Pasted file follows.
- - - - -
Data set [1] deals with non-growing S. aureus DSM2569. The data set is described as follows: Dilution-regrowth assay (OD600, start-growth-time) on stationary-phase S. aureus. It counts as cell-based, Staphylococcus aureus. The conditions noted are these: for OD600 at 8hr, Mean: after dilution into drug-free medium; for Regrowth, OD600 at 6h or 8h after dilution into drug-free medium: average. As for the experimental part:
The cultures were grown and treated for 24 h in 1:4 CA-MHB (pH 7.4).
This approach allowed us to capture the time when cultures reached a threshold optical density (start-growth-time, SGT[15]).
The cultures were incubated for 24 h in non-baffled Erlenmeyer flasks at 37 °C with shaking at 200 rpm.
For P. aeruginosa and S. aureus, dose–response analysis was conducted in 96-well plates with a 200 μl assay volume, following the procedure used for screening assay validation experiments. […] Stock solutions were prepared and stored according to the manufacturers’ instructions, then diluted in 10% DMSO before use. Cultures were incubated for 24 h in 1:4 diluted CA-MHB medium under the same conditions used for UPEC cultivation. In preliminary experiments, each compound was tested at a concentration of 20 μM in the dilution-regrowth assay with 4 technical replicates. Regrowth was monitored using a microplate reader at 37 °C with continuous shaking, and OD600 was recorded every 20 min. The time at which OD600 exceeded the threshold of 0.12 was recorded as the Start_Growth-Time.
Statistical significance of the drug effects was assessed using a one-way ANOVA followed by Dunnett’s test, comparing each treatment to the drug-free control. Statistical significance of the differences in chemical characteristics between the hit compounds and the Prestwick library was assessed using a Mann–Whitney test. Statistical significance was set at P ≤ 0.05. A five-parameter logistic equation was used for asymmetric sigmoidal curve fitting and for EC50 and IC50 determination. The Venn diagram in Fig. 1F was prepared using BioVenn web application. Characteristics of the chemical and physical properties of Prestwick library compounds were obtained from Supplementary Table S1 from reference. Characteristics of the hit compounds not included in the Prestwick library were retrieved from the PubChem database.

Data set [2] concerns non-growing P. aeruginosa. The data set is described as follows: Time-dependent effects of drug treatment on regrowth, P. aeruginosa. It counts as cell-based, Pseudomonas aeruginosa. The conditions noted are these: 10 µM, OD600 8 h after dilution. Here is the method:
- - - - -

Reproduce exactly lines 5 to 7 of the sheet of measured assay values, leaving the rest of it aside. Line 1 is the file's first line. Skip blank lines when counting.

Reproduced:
For P. aeruginosa and S. aureus, dose–response analysis was conducted in 96-well plates with a 200 μl assay volume, following the procedure used for screening assay validation experiments. […] Stock solutions were prepared and stored according to the manufacturers’ instructions, then diluted in 10% DMSO before use. Cultures were incubated for 24 h in 1:4 diluted CA-MHB medium under the same conditions used for UPEC cultivation. In preliminary experiments, each compound was tested at a concentration of 20 μM in the dilution-regrowth assay with 4 technical replicates. Regrowth was monitored using a microplate reader at 37 °C with continuous shaking, and OD600 was recorded every 20 min. The time at which OD600 exceeded the threshold of 0.12 was recorded as the Start_Growth-Time.
Statistical significance of the drug effects was assessed using a one-way ANOVA followed by Dunnett’s test, comparing each treatment to the drug-free control. Statistical significance of the differences in chemical characteristics between the hit compounds and the Prestwick library was assessed using a Mann–Whitney test. Statistical significance was set at P ≤ 0.05. A five-parameter logistic equation was used for asymmetric sigmoidal curve fitting and for EC50 and IC50 determination. The Venn diagram in Fig. 1F was prepared using BioVenn web application. Characteristics of the chemical and physical properties of Prestwick library compounds were obtained from Supplementary Table S1 from reference. Characteristics of the hit compounds not included in the Prestwick library were retrieved from the PubChem database.

Data set [2] concerns non-growing P. aeruginosa. The data set is described as follows: Time-dependent effects of drug treatment on regrowth, P. aeruginosa. It counts as cell-based, Pseudomonas aeruginosa. The conditions noted are these: 10 µM, OD600 8 h after dilution. Here is the method: